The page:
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Published in The Seattle Times online on Feb. 23, 2023
and in PacificNW Magazine of the printed Times on Feb. 26, 2023
Documentary launches up-Hill quest to honor the ‘Empire Builder’
By Clay Eals
When I routinely rode with my dad to his downtown office in the late 1950s, he drove north along Fourth Avenue. Looming as we approached the nexus of Olive and Stewart, Seattle’s version of Times Square, was an enormous, elevated sign featuring a scaffolded Great Northern mountain goat atop a showy slogan: “EMPIRE BUILDER.” Through the windshield, I and countless others were absorbing a layered message.
“Empire Builder” referenced the passenger train from St. Paul that had crucially connected our city to the rest of the country in 1893, post-Great Fire. The catchphrase also echoed the sobriquet for the railway’s indefatigable founder, who helped turn Seattle into a metropolis — yet whose name is little seen or celebrated today.
Seasoned West Seattle documentarian Stephen Sadis seeks to change that, in a manner as audacious as his subject. His new “The Empire Builder: James J. Hill and the Great Northern Railway,” is a four-hour tour de force, the result of on-and-off research for 20-plus years, summoning 5,000-plus images, maps and film clips and dozens of interviews to tell its larger-than-life story.
Hill (1838-1916) was a town speculator, agriculturalist, shipping magnate, banker, collector, philanthropist, longtime husband and the father of 10, but his legacy rides with the “Iron Horse” and its inescapable impact, which inspired Sadis’ fascination.
“If I told you,” he says, “that tomorrow when you wake up you could travel from Seattle to New York in 10 minutes, that’s the kind of change that occurred in the mid-19th century, from a six-month wagon trek across the country to a four-day train ride. That transformation is the key.”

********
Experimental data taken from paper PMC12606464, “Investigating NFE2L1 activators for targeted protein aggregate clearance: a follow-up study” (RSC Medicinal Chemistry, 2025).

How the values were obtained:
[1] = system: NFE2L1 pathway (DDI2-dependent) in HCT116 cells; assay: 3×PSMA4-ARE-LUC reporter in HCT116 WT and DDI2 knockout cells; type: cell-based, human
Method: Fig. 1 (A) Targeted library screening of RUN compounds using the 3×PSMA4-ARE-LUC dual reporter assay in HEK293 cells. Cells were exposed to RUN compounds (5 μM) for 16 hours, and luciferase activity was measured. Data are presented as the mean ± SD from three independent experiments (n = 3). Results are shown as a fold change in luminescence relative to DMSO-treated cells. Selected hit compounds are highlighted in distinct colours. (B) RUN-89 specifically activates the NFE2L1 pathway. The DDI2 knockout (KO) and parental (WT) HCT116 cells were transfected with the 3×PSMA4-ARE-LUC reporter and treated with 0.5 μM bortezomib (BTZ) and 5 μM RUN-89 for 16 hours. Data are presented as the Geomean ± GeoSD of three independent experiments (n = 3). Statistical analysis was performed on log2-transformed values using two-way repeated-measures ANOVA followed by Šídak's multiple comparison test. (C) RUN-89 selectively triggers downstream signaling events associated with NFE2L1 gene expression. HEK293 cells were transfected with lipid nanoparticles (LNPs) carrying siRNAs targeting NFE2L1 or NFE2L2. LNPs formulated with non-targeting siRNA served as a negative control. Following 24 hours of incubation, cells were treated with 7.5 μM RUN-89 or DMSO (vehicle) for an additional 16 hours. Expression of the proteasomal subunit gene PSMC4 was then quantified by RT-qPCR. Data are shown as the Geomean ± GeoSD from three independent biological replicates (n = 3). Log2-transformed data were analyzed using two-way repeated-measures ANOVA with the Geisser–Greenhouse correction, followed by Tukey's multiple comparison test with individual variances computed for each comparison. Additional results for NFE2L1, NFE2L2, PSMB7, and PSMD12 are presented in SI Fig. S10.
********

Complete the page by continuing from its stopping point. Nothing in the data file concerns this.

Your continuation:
Through Hill’s saga, Sadis and producing partner Kyle Kegley weave the personal (Hill’s right-eye blindness from a bow-and-arrow accident as a child) with the enterprising (Hill’s insistence on fashioning efficient and enduring rail lines) while repeatedly giving voice to the trains’ displacement of Native Americans.
The tale hits a peak with Hill’s opening-day speech for the 1909 Alaska-Yukon-Pacific Exposition at the University of Washington. For an industrialist, the bent is surprising, as bold and prescient as its source — and certainly relevant today:
“Will you realize what this country will become when stripped of its forests — the washing away of the soil, the inevitable changes in climate when the forests have gone? …
“You have but to raise your eyes and be in the presence of some of the grandest works of God. Soil, climate, resources, all favor you. You will never again know isolation. The spaces once separating you from the rest of the country have been conquered. Remain as you have been, the architects of your own fortunes.”
Special thanks to Stephen Sadis and Kyle Kegley for their invaluable help with this installment!
To see Jean Sherrard‘s 360-degree video of the “Now” prospect and compare it with the “Then” photos, and to hear this column read aloud by Clay, check out our Seattle Now & Then 360 version of the column.
Below are an additional photo, a video interview and, in chronological order, 12 historical clips from The Seattle Times and Seattle Post-Intelligencer online archive (available via Seattle Public Library) and Washington Digital Newspapers, that were helpful in the preparation of this column.
3 thoughts on “Seattle Now & Then: James J. Hill, Empire Builder, 1909”
I loved the old GN sign as a kid. Hill was a true benefactor though we might question some of his methods today. The Mary Hill Museum, featuring a world class collection of Rodin sculptures and the Stonehenge replica on the Columbia are also part of his legacy to the PNW. Great article! Thanks!
Congratulations, Clay, Kyle, and Stephen. What a wonderful documentary about such an intriguing and important man whose contributions still nourish us today. So much more of a doer than a showman – we can all benefit from studying him in our present time. KCTS, KUOW, SIFF, NW Film Forum, are you listening? A fine documentary that really needs to be seen by general audiences who might not find it through railroad history channels. (Thank you Clay!!). This is so much than just a railroad story. In a page-turning fashion that would make Ken Burns proud, it weaves a fascinating tale of Hill’s own struggle not only to compete in the notorious world of rail financing and construction, but also one of continual personal growth while building up the Northern Tier and finding his own ways to return something of his hard-won success to the nation and the world at large.
Kindred ND the farm was made with the generosity of Mr. Hill. I would not be around without his kindness.